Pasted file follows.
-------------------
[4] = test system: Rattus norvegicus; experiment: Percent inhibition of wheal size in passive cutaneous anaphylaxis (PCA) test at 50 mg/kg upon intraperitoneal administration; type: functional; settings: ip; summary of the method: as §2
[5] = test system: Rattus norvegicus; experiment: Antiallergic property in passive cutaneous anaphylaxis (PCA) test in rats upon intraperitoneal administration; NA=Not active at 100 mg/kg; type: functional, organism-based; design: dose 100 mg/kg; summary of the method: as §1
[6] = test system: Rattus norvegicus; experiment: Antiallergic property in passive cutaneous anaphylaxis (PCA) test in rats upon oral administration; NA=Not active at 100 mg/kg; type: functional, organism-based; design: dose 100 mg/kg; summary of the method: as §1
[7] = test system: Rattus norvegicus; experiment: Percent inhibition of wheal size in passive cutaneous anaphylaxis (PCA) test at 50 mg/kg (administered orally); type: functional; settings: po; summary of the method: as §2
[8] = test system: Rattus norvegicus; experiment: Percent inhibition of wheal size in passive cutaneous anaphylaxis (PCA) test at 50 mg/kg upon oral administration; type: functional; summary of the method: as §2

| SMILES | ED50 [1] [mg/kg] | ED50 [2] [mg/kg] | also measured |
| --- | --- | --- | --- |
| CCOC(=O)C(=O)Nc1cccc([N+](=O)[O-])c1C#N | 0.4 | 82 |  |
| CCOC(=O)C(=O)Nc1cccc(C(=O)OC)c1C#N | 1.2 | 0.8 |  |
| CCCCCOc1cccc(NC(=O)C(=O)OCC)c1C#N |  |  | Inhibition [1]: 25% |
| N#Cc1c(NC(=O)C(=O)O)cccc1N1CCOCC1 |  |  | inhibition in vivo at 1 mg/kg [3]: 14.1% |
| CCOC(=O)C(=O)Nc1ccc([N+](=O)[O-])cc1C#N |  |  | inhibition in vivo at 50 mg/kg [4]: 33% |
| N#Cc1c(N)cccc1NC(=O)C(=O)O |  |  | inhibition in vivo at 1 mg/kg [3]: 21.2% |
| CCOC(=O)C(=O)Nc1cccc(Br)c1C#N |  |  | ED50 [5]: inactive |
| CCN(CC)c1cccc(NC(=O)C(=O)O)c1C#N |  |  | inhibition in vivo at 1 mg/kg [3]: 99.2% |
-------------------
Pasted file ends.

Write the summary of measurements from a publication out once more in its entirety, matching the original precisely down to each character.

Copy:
[4] = test system: Rattus norvegicus; experiment: Percent inhibition of wheal size in passive cutaneous anaphylaxis (PCA) test at 50 mg/kg upon intraperitoneal administration; type: functional; settings: ip; summary of the method: as §2
[5] = test system: Rattus norvegicus; experiment: Antiallergic property in passive cutaneous anaphylaxis (PCA) test in rats upon intraperitoneal administration; NA=Not active at 100 mg/kg; type: functional, organism-based; design: dose 100 mg/kg; summary of the method: as §1
[6] = test system: Rattus norvegicus; experiment: Antiallergic property in passive cutaneous anaphylaxis (PCA) test in rats upon oral administration; NA=Not active at 100 mg/kg; type: functional, organism-based; design: dose 100 mg/kg; summary of the method: as §1
[7] = test system: Rattus norvegicus; experiment: Percent inhibition of wheal size in passive cutaneous anaphylaxis (PCA) test at 50 mg/kg (administered orally); type: functional; settings: po; summary of the method: as §2
[8] = test system: Rattus norvegicus; experiment: Percent inhibition of wheal size in passive cutaneous anaphylaxis (PCA) test at 50 mg/kg upon oral administration; type: functional; summary of the method: as §2

| SMILES | ED50 [1] [mg/kg] | ED50 [2] [mg/kg] | also measured |
| --- | --- | --- | --- |
| CCOC(=O)C(=O)Nc1cccc([N+](=O)[O-])c1C#N | 0.4 | 82 |  |
| CCOC(=O)C(=O)Nc1cccc(C(=O)OC)c1C#N | 1.2 | 0.8 |  |
| CCCCCOc1cccc(NC(=O)C(=O)OCC)c1C#N |  |  | Inhibition [1]: 25% |
| N#Cc1c(NC(=O)C(=O)O)cccc1N1CCOCC1 |  |  | inhibition in vivo at 1 mg/kg [3]: 14.1% |
| CCOC(=O)C(=O)Nc1ccc([N+](=O)[O-])cc1C#N |  |  | inhibition in vivo at 50 mg/kg [4]: 33% |
| N#Cc1c(N)cccc1NC(=O)C(=O)O |  |  | inhibition in vivo at 1 mg/kg [3]: 21.2% |
| CCOC(=O)C(=O)Nc1cccc(Br)c1C#N |  |  | ED50 [5]: inactive |
| CCN(CC)c1cccc(NC(=O)C(=O)O)c1C#N |  |  | inhibition in vivo at 1 mg/kg [3]: 99.2% |